6. Avoid going cold turkey on sweets
Completely banning candy, sugar, or other treats will not give you the result you’re hoping for. It’s okay to give your kiddo sweet treats once in a while. Strive for balance — whatever that means for your family and is suggested by your pediatrician.
Maybe it’s one treat a day, dessert after dinner, or a special ice cream trip every once in a while. Incorporating these “fun” food items into the week in a balanced way will help teach your child how to maintain a balanced diet out in the real world some day.
7. Get your kids involved in the kitchen
Asking children to help out with meal prep encourages them to be an active participant in the meal and can even give them a sense of control. They may be more interested in the end result (eating the food) when they played a part in creating it.
Some of our favorite ways to get your kids involved in the kitchen are:
Stirring a mixtureShucking cornPulling stems off fruit or veggiesToasting breadMeasuring ingredientsPouring ingredientsScrambling eggsTossing a saladSetting the table
8. Plant a garden or raise chickens!
Engaging in conversations about food, where it comes from, and how it grows is a great way to get them curious about different foods. We recommend planting a garden together or raising chickens or other farm animals. Kids love getting their hands dirty and it’s also a fun excuses to be outside together as a family.
If you can’t have a garden, some other ways to do get a conversation started are to take your kids grocery shopping or visit a local farmers market.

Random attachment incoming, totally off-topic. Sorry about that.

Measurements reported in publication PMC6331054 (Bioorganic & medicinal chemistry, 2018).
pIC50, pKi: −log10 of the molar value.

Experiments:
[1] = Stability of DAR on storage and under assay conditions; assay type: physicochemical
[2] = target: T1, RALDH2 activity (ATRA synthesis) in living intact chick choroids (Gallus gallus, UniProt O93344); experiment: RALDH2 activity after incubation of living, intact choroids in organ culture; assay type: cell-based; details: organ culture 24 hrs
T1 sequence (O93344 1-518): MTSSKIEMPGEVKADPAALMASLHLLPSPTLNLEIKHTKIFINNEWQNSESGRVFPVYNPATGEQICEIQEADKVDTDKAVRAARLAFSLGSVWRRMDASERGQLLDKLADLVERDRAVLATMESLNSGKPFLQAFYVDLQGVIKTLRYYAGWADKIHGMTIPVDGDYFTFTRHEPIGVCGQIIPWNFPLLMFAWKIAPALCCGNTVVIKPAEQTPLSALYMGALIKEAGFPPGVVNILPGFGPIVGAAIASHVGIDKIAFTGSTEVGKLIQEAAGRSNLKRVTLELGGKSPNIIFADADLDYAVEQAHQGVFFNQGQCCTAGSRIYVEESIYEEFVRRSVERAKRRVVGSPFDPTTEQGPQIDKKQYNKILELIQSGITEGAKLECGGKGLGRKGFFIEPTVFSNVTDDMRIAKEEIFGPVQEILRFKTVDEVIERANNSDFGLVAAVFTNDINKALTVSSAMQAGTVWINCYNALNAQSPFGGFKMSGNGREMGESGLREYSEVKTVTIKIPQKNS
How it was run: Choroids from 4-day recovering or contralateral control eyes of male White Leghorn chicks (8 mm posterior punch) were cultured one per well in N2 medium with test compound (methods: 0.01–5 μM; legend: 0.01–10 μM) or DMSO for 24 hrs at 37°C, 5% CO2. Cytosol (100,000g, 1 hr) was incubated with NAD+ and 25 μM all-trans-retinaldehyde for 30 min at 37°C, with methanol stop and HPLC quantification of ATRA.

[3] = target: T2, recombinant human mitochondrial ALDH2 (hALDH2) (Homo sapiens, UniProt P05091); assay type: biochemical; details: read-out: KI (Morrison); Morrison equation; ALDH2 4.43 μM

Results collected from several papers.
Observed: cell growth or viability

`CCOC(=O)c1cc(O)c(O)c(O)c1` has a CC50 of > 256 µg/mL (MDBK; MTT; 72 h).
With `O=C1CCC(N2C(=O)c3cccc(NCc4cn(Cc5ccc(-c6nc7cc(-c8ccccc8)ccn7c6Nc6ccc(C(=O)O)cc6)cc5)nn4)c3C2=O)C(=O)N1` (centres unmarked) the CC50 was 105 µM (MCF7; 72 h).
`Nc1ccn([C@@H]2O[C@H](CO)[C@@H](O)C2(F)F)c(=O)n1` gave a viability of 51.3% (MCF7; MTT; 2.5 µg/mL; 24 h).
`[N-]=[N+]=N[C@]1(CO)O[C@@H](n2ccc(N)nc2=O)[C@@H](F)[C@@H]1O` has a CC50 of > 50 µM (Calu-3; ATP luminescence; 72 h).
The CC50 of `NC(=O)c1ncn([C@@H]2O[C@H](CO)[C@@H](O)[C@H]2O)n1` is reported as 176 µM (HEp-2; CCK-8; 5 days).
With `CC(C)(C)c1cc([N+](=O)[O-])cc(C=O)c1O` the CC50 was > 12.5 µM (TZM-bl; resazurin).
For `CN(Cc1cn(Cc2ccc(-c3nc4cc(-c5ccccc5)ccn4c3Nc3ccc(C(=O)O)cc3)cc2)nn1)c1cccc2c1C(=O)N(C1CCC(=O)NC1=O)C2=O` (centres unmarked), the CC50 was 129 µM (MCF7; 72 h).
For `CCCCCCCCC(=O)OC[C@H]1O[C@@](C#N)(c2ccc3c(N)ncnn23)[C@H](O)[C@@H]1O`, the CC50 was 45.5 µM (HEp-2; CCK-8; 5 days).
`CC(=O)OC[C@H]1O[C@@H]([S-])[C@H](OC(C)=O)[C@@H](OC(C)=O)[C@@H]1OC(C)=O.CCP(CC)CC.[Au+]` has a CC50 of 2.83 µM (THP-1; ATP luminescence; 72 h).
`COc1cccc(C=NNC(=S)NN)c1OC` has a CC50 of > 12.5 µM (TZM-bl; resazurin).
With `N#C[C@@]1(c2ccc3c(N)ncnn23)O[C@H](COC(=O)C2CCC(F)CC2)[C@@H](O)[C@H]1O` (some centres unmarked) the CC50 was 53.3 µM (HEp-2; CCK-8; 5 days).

9. Meal time isn’t a battle zone
The more you push your child to eat, the farther away they’ll push away the plate. This is a normal reaction. In fact, much of what you might consider to be picky eating is actually just normal development behavior — kids asserting their independence and being wary of new goods.
So don’t turn every meal into a power struggle, trying to force your child to try a food or eat their meal. It will only make both you and your child angry. Your job is to get the food, prepare healthy meals, and present them to your child. Your child is responsible for whether or not they eat it.
10. Let them play with their food
For extremely picky eaters, even just getting them to interact with their meal is a win. Avoid dictating how they eat. It’s okay for them to get messy and have fun.
Let them use their hands, pull food apart, smell it, squish it — even if your child doesn’t eat it, they’re becoming more familiar with the food.
11. Get professional help with your picky eater
Our team at Oregon Pediatrics is on your side. We know how frustrating dealing with a picky eater can be. We’ll help you address any concerns about your child’s diet and eating patterns and help you encourage healthy habits for your kids.
Remember, the sooner a concern is recognized and evaluated, the sooner treatment and growth can begin. Contact us today for help.